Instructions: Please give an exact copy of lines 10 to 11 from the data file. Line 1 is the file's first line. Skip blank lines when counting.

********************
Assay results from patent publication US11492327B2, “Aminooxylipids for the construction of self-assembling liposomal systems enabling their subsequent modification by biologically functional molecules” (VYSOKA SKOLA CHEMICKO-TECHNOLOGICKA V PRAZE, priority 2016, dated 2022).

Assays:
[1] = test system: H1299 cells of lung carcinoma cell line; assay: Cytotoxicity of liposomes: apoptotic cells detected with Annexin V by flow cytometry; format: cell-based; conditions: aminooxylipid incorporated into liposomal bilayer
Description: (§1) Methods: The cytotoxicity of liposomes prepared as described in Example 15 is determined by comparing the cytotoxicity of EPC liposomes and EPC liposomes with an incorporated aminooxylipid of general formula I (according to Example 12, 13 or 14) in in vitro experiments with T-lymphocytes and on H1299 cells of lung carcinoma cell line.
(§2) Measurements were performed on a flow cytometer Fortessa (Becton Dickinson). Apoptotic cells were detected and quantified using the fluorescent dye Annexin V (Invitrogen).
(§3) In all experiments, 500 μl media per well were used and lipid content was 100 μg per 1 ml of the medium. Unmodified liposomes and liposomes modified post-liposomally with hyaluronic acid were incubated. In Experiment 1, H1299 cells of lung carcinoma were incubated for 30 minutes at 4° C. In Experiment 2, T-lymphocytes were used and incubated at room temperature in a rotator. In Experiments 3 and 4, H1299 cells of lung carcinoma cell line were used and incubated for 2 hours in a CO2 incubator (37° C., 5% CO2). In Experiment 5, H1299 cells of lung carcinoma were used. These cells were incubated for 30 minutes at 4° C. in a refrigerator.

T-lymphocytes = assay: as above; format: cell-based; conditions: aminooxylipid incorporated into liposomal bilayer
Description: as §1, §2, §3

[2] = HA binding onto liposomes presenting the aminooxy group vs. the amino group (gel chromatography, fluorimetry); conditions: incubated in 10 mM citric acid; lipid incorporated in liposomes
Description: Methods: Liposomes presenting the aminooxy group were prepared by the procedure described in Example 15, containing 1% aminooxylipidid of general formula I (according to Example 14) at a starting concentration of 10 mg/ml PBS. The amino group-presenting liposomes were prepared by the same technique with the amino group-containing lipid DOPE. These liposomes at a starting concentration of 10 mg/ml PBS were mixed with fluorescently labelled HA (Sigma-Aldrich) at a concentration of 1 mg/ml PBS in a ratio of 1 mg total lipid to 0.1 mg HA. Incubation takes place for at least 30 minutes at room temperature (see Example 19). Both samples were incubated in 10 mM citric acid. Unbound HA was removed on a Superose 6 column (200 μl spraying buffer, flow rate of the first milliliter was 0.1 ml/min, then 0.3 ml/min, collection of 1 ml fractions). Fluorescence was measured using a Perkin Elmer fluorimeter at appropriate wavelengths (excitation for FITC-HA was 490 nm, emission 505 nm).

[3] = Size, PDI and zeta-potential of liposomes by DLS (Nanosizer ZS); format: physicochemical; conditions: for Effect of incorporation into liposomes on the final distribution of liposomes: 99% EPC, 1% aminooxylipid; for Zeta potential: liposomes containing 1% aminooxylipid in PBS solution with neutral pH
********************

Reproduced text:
Description: Methods: Liposomes presenting the aminooxy group were prepared by the procedure described in Example 15, containing 1% aminooxylipidid of general formula I (according to Example 14) at a starting concentration of 10 mg/ml PBS. The amino group-presenting liposomes were prepared by the same technique with the amino group-containing lipid DOPE. These liposomes at a starting concentration of 10 mg/ml PBS were mixed with fluorescently labelled HA (Sigma-Aldrich) at a concentration of 1 mg/ml PBS in a ratio of 1 mg total lipid to 0.1 mg HA. Incubation takes place for at least 30 minutes at room temperature (see Example 19). Both samples were incubated in 10 mM citric acid. Unbound HA was removed on a Superose 6 column (200 μl spraying buffer, flow rate of the first milliliter was 0.1 ml/min, then 0.3 ml/min, collection of 1 ml fractions). Fluorescence was measured using a Perkin Elmer fluorimeter at appropriate wavelengths (excitation for FITC-HA was 490 nm, emission 505 nm).

[3] = Size, PDI and zeta-potential of liposomes by DLS (Nanosizer ZS); format: physicochemical; conditions: for Effect of incorporation into liposomes on the final distribution of liposomes: 99% EPC, 1% aminooxylipid; for Zeta potential: liposomes containing 1% aminooxylipid in PBS solution with neutral pH